When I woke up on my birthday morning (three days ago), the thought immediately came to me “Today is the day the Lord has made, Rejoice and be glad in it.” I was very grateful for that, because the day before I had been struggling. I was struggling with the fact that I have been battling lower back pain the last few weeks, the knowledge that my body is getting older and telling me that in not always so subtle ways, missing those who have gone on to be with the Lord, especially my Mom, working towards getting a literary agent for my book (which can be a long, arduous process) and seeking where God is leading next. So when God had so graciously placed that thought in my head, He positioned me to see my life from a completely different perspective.
“Today is the day the Lord has made, Rejoice and be glad in it!”
Rejoice and be glad for:
A wonderful husband – Phil is my best friend and soulmate. He believes in my dreams, encourages me, and supports me.
An incredible son – Josh is seeking God’s will for his life and has recently been blessed with a wonderful job doing video work for a local church.
An amazing array of family – daughter Melissa – son-in-law Aaron – awesome grandkids / brothers – Eddie and Vinny / Sisters – Janet and Lynn / Sisters-in laws – Jane and Sara / loving nieces and nephews – the list goes on and on…
The gift of friends, near and far, many of whom expressed their Birthday wishes for me. Friends are truly a gift from God and I am grateful for each one.
Incredible experiences in my life – from climbing mountains to managing an engineering department. Leading an ESL ministry to being a college professor. Training horses and ranch work to writing two books. Preaching a sermon at a small country church to coordinating a school science fair. Getting to be a wife and mom and grandma. The list goes on and on, and I am truly humbled when I think of all of these blessings God has provided for me. Ephesians 3:20 comes to mind.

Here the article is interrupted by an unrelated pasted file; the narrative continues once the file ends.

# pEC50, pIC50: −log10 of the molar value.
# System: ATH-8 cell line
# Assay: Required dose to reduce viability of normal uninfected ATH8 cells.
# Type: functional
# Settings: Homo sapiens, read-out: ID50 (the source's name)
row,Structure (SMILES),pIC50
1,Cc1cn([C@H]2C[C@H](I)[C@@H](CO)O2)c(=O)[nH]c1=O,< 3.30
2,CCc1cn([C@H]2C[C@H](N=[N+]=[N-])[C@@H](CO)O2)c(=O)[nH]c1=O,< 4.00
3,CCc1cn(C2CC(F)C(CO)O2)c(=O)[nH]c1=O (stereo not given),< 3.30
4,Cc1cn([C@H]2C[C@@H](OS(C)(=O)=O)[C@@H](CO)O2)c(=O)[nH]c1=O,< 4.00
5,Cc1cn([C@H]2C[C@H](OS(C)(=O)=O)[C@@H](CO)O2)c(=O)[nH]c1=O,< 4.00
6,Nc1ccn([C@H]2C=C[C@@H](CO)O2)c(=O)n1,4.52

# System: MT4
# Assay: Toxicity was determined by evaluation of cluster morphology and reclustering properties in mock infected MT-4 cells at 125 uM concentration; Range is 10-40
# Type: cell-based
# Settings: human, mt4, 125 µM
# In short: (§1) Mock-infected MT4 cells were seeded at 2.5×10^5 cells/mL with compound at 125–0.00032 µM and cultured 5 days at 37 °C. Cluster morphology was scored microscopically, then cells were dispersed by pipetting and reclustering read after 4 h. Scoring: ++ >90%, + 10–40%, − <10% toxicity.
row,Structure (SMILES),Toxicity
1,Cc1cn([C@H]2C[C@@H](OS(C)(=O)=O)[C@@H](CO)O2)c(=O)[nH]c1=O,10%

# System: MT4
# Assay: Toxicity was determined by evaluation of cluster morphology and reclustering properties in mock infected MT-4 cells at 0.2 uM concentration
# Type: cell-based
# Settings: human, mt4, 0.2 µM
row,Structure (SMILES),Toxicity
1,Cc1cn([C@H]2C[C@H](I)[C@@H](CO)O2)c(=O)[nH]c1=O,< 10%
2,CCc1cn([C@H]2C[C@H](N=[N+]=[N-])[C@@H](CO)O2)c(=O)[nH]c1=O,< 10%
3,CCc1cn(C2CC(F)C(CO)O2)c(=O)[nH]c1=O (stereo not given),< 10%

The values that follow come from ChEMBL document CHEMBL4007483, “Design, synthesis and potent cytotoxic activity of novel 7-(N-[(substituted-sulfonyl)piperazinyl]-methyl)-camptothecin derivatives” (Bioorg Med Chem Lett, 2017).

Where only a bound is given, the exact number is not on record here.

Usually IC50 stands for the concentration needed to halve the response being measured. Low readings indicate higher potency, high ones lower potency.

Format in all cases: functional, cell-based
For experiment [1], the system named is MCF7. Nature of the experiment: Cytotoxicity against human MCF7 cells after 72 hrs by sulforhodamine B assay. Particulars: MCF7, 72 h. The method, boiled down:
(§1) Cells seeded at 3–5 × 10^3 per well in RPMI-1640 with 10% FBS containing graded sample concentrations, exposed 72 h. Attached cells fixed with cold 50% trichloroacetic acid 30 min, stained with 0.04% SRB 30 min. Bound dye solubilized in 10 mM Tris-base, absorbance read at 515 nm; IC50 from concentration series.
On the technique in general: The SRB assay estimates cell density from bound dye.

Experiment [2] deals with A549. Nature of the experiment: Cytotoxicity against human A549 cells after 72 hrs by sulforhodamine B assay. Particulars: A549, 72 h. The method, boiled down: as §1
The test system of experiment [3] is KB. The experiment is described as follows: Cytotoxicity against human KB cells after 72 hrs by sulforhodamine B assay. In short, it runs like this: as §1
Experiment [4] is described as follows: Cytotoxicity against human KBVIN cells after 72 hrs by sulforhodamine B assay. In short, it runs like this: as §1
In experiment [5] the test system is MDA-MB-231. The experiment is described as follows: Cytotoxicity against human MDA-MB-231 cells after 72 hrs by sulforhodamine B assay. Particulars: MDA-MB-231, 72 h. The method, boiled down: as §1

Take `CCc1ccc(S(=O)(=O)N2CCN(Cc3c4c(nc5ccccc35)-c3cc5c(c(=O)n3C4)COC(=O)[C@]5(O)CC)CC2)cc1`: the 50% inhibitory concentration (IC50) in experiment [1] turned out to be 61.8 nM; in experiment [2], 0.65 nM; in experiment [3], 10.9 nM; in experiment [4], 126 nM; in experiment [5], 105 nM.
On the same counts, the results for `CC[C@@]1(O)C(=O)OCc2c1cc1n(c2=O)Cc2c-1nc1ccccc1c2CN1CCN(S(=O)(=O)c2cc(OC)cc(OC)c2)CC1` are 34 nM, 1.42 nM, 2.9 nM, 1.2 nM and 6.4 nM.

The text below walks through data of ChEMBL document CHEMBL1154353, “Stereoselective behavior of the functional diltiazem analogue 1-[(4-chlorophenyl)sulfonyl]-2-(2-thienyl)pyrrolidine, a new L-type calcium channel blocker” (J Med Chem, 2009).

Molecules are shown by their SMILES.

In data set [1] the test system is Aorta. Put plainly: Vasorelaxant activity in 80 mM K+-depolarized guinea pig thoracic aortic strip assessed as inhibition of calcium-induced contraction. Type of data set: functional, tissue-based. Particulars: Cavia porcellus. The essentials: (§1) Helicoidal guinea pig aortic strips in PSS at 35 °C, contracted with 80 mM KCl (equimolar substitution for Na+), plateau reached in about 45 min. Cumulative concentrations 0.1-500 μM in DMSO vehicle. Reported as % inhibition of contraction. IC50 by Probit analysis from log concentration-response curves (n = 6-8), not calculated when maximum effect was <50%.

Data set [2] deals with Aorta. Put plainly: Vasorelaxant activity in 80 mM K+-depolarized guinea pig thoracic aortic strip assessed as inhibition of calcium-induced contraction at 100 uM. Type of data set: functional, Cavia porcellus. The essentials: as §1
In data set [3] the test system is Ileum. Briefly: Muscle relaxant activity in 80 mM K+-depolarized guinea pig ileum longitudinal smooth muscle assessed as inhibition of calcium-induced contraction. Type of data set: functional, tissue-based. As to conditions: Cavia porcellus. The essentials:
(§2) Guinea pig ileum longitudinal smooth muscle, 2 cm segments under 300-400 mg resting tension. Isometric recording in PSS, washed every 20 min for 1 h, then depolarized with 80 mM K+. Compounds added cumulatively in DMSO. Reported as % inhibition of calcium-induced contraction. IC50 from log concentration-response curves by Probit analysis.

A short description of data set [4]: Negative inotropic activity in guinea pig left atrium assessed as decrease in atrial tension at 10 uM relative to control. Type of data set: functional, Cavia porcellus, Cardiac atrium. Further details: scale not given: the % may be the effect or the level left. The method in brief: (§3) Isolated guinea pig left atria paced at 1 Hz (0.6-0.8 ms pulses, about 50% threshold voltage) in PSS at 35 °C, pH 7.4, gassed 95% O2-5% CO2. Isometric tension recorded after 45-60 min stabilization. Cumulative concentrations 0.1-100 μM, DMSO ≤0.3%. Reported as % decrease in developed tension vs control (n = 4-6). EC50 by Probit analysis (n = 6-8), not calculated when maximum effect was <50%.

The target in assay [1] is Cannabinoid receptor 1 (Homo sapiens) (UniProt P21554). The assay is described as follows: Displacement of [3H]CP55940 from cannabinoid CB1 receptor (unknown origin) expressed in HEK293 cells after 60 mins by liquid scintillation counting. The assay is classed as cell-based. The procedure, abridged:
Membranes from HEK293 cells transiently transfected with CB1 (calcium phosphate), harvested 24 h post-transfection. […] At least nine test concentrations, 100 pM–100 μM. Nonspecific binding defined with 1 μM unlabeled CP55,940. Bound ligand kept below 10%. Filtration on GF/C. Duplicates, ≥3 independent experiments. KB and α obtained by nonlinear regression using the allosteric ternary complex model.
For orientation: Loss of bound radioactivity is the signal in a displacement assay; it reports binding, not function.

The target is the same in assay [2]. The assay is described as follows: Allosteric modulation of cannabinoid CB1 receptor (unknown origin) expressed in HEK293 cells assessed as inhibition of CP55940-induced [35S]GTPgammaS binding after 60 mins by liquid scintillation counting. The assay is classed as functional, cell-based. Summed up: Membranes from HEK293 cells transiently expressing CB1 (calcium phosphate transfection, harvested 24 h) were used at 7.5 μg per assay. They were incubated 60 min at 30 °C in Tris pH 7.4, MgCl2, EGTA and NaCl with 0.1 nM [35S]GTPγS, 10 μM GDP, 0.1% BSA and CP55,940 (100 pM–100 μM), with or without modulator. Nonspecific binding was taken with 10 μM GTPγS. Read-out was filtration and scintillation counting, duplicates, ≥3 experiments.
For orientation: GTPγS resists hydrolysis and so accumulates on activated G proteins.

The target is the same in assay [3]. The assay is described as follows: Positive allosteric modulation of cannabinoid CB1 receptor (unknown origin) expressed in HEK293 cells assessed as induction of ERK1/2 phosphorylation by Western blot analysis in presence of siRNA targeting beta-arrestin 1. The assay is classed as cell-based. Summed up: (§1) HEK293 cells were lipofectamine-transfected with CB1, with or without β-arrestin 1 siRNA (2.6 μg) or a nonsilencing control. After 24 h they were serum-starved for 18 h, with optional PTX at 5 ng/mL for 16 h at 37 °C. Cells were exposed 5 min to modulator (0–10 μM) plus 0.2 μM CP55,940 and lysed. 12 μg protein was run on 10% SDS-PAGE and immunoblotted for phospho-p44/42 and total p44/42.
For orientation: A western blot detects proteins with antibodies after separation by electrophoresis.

And most of all, for a Savior that loves me so much that He died for my sake and rose again to defeat death, so that I can be cleansed of my sins and have eternal life with Him. Not only that – He walks with me each day!
Thanks to everyone who took time out of your day to bless me with your Birthday wishes – I love you and I treasure them in my heart. And my prayer for each of you is that you too wake up each morning with the thought in your head:
“Today is the day the Lord has made, Rejoice and be glad in it!”
I have always had a hard time slowing down and just relaxing when there is always so much to do, but between a WONDERFUL book to read on a cold rainy day and the perfect reading companion – I just couldn’t resist. Kathleen Baldwin has managed to win me over to the historical fiction genre in a big way with her novel, A School for Unusual Girls. I must admit I initially purchased the book for my fifteen year old granddaughter who I was sure would enjoy it, both for her love of history and for her strong and intelligent personality, which seemed to me at first glance to also be an apt description of the main character. As I scanned the book before giving it to her, I realized that it had also grabbed my own interest and I ordered a second copy, both coming from Amazon. I’m so glad I did! There is so much fun stuff, I don’t want to give it away – but just know to settle in for a captivating read filled with strong and spunky heroines, handsome heroes, scientific experiments that sometimes go awry with lethal consequences, and ultimately a journey of maturation and finding one’s place; all back-dropped by an unstable and inflammatory time in European history where the individual decisions of the residents of Stranje House are pivotal in influencing the events swirling chaotically at a rapid pace around them.
The author takes the reader on a journey that leaves one reluctant to stop. Not only does she transport us to another time and place, she manages to make us identify with these unusual girls who have troubled pasts and to root for them. A wonderful message of redemption for those who do not feel compelled to follow the established rules of society but seek to remain true to their own calling, is woven through the story’s themes of transformation, love, and responsibility. Kathleen Baldwin writes with a masterful grasp of plot and pacing, keeping the reader thoroughly enticed with just enough mystery and intrigue (and the occasional breathtaking hint of romance). She strikes that amazing balance of fully satisfying at quintessential moments, yet leaving us yearning for the story to continue. Fortunately it does, in the next novel in the Stranje House series: Exiles for Dreamers. I have already purchased my copy and I’m looking forward to immersing myself in the next adventure that the Stranje House has in store!
You can learn more (including reading chapter excerpts), discover lots of cool extras, and check out Kathleen’s other writing endeavors, as well as find out additional places where A School for Unusual Girls is available for purchase, at KathleenBaldwin.com